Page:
• Species vary in appearance, and some are tropical
whereas others live in deserts
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Phylum Coniferophyta
• This phylum is by far the largest of the
gymnosperm phyla
• Most conifers are evergreens and can carry out
photosynthesis year round
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Conifers include pines, firs, spruces, larches, yews,
junipers, cedars, cypresses, and redwoods.
Fig. 30.8
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Education,
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Benjamin
Cummings
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The Life Cycle of a Pine: A Closer Look
• Three key features of the gymnosperm life
cycle are:
– Dominance of the sporophyte generation
– Development of seeds from fertilized ovules
– The transfer of sperm to ovules by pollen
• The life cycle of a pine provides an example
Animation: Pine Life Cycle
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• The pine tree is the sporophyte and produces
sporangia in male and female cones
• Small cones produce microspores called pollen
grains, each of which contains a male
gametophyte
• The familiar larger cones contain ovules, which
produce megaspores that develop into female
gametophytes
• It takes nearly three years from cone
production to mature seed
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Figure 30.5 Cones and Strobili (Part 2)
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Figure 30.5 Cones and Strobili (Part 1)
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Fig. 30-6-4
Key
Haploid (n)
Diploid (2n)
Ovule
Ovulate
cone
Pollen
cone
Megasporocyte (2n)
Integument
Microsporocytes
(2n)
Megasporangium
Pollen (2n)
Pollen grain
grains (n) MEIOSIS
MEIOSIS
Mature
sporophyte
(2n)
Microsporangia
Microsporangium (2n)
Seedling
Archegonium
Female
gametophyte
Seeds
Food
reserves
(n)
Seed coat
(2n)
Embryo
(2n)
Sperm
nucleus (n)
Pollen
tube
FERTILIZATION
Egg nucleus (n)
Surviving
megaspore (n)
Introduction
Angiosperms, better known as flowering plants, are
vascular seed plants that produce flowers and
fruits.
They are by far the most diverse and geographically
widespread of all plants.
There are abut 250,000 known species of
angiosperms.
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The Angiosperms: Flowering Plants
A number of synapomorphies, or shared derived traits,
characterize the angiosperms:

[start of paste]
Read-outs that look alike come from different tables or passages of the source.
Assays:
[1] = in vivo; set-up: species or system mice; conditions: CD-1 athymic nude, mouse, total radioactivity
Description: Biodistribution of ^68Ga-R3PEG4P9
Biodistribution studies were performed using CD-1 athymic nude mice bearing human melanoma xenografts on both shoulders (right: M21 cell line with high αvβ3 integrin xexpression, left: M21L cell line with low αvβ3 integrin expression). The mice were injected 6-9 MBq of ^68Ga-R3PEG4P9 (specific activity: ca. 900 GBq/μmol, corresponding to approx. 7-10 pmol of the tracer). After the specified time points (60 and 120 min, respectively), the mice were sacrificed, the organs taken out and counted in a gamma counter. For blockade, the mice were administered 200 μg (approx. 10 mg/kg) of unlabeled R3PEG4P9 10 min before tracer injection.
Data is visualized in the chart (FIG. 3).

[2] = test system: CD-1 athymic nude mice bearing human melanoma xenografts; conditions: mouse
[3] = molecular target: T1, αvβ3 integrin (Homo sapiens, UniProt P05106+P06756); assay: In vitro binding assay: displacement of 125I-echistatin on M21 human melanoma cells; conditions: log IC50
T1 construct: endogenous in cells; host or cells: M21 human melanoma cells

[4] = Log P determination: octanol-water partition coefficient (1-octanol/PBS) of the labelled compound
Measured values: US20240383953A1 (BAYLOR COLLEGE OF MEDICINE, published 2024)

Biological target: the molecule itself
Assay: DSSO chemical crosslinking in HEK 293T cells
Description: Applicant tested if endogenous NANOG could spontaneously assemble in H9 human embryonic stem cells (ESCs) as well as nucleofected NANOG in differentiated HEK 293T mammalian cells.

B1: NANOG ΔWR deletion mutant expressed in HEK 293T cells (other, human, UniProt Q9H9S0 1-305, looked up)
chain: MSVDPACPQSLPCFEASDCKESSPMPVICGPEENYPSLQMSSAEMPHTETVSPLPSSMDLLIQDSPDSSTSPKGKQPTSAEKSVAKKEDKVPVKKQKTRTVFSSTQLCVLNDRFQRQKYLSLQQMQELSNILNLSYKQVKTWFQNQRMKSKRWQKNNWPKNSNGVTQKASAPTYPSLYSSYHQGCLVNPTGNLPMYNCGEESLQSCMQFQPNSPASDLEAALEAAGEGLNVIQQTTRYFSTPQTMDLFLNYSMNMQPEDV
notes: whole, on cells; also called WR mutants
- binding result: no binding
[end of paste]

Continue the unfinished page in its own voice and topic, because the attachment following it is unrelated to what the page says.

They have double fertilization.
They produce triploid endosperm.
Their ovules and seeds are enclosed in a carpel.
They have flowers.
They produce fruit.
Their xylem contains vessel elements and fibers.
Their phloem contains companion cells.
Angiosperm Diversity
• A flower is a specialized shoot with up to four
types of modified leaves:
– Sepals, which enclose the flower
– Petals, which are brightly colored and attract
pollinators
– Stamens, which produce pollen on their
terminal anthers
– Carpels, which produce ovules
Fig. 30-7
Stigma
Stamen
Anther
Carpel
Style
Filament
Ovary
Petal
Sepal
Ovule
The Angiosperms: Flowering Plants
Perfect flowers have both microsporangia
and megasporangia.
Imperfect flowers have either functional
megasporangia or microsporangia, but not
both.
Monoecious species produce both types of
imperfect flowers on the same plant.
In dioecious species, a plant produces either
megasporangiate or microsporangiate
flowers but not both.
The Angiosperm Life Cycle
• The flower of the sporophyte is composed of
both male and female structures
• Male gametophytes are contained within pollen
grains produced by the microsporangia of
anthers
• The female gametophyte, or embryo sac,
develops within an ovule contained within an
ovary at the base of a stigma
• Most flowers have mechanisms to ensure
cross-pollination between flowers from
different plants of the same species
• One sperm fertilizes the egg, while the other
combines with two nuclei in the central cell of
the female gametophyte and initiates
development of food-storing endosperm
• The endosperm nourishes the developing
embryo
• Within a seed, the embryo consists of a root
and two seed leaves called cotyledons
• A pollen grain that has landed on a stigma
germinates and the pollen tube of the male
gametophyte grows down to the ovary
• The ovule is entered by a pore called the
micropyle
• Double fertilization occurs when the pollen
tube discharges two sperm into the female
gametophyte within an ovule
Fig. 30-10-4
Key
Haploid (n)
Diploid (2n)
Mature flower on
sporophyte plant
(2n)
Microsporangium
Microsporocytes (2n)
Anther
MEIOSIS
Ovule (2n) Microspore
(n)
Ovary
Germinating
seed
MEIOSIS
Megasporangium
(2n)
Embryo (2n)
Endosperm (3n)
Seed
Seed coat (2n)
Nucleus of
developing
endosperm
(3n)
Male gametophyte
(in pollen grain)
Pollen
(n)
grains
Stigma
Pollen
tube
Megaspore
(n)
Antipodal cells
Female gametophyte Central cell
(embryo sac)
Synergids
Egg (n)
Generative cell
Tube cell
Sperm
Style
Pollen
tube
Sperm
(n)
FERTILIZATION
Zygote (2n)
Egg
nucleus (n)
Discharged sperm nuclei (n)
Fruits
• A fruit typically consists of a mature ovary but
can also include other flower parts
• Fruits protect seeds and aid in their dispersal
• Mature fruits can be either fleshy or dry
Animation: Fruit Development
Fig. 30-8
Tomato
Ruby grapefruit
Nectarine
Hazelnut
Milkweed
Fruits are classified into several types depending on
their developmental origin.
Simple fruits are derived from a single ovary.
These may be fleshy, such as a cherry, or dry, such as